Most of us have some experience with a microphone; using Skype on our computer or mobile device, watching television talent shows and people singing into microphones whilst hoping for glory or watching speeches and presentations. Many of us, however, won’t have had an experience of measurement microphones.

Whether you are testing the audio output of the latest consumer speaker, think HomePod or Amazon Echo, or you are testing the environmental noise created by the latest jet engine in a wind tunnel, you are likely to use measurement microphones to gather your data. These highly sensitive, laboratory standard microphones can measure a range of frequencies and dynamic ranges and are often designed to be used in the most rugged and harsh environments.

What does the frequency of the microphone mean?

The frequency of a sound is how fast it moves through the air as vibrations. Different microphones register different frequencies at different rates, and therefore choosing the right microphone to measure your output is key. A car engine, for example, will have a very different frequency to a home speaker system, and so different technology and hardware is required to measure these. Most measurement microphones can also be used for the recording of vocals, such as speech and singing, due to the range of frequencies that they can pick up.

Choosing the right microphone for your needs is vital, that’s why has experts in their field to advise and guide you on the type of microphone you need.

More than the frequency…

On top of the frequency, there is also the environment that the microphone is designed to work in. If you are taking a microphone to the arctic, for instance, you want to make sure it works. Or if you’re pointing a microphone at a jet engine, you want to know it will survive full throttle. That’s why the team at have provided a number of guides and comparison documents on their website and have expert knowledge within their sales team, in order to guide you in buying the right mic.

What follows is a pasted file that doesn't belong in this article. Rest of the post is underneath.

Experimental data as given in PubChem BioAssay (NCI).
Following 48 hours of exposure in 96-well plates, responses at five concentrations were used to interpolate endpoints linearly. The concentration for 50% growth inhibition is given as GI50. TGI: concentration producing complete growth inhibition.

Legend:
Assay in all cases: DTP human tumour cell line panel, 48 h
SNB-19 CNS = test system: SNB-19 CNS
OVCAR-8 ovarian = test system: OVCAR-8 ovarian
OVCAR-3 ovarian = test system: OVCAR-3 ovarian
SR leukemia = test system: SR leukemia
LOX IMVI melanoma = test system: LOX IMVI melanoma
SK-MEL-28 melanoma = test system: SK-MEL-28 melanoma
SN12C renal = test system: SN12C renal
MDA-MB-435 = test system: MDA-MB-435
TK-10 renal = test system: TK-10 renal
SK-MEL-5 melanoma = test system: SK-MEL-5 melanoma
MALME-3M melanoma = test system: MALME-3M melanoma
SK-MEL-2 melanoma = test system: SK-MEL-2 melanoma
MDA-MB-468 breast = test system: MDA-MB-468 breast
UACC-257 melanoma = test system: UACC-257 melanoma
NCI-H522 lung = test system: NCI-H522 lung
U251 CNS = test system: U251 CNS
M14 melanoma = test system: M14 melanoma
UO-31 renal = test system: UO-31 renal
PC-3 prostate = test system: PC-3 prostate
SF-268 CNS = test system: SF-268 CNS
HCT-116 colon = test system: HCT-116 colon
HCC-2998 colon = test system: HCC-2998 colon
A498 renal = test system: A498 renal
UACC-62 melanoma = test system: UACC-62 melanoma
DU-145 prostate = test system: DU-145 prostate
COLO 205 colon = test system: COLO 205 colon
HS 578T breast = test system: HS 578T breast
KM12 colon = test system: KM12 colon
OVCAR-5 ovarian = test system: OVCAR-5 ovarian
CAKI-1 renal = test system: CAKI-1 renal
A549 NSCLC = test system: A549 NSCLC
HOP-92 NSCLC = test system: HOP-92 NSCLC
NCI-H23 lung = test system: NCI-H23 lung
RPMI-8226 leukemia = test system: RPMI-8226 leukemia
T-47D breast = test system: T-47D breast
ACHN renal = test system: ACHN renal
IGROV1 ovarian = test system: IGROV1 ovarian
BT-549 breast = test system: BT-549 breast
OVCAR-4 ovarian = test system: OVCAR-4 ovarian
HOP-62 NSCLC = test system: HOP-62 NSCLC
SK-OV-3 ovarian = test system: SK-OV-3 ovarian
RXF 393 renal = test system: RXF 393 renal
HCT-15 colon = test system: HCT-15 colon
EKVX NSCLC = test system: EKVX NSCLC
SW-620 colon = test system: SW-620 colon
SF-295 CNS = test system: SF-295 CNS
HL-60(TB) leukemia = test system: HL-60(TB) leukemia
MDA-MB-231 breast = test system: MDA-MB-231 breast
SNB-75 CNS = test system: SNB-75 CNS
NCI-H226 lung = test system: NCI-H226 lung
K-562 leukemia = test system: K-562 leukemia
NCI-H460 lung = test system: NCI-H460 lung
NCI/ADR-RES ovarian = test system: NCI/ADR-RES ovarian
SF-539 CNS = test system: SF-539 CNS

There are also other options to consider, such as power. Measurement microphones require some power input to be able to record the sound. Many are powered from within the microphone itself whereas others require an external power source. Choosing the right option for you is key, particularly if you are testing outside of laboratory conditions.

What about maintenance?

Like all electronics and components, the microphones will change over time. To ensure an accurate reading from your equipment, it is important to maintain a constant set up or calibration as much as possible. Measurement microphones should be calibrated, depending on usage, on a regular basis or after events which may damage the calibration, such as dropping the microphones. There are many calibration services for this type of equipment available and many will be set to standards provided in the International Laboratory Accreditation Association, to ensure your equipment is accurate and responsive to your needs. Many of these labs will calibrate the equipment based on their primary use and therefore the microphones can be calibrated to react to a number of different frequencies to ensure you have the best out of the equipment you invest in.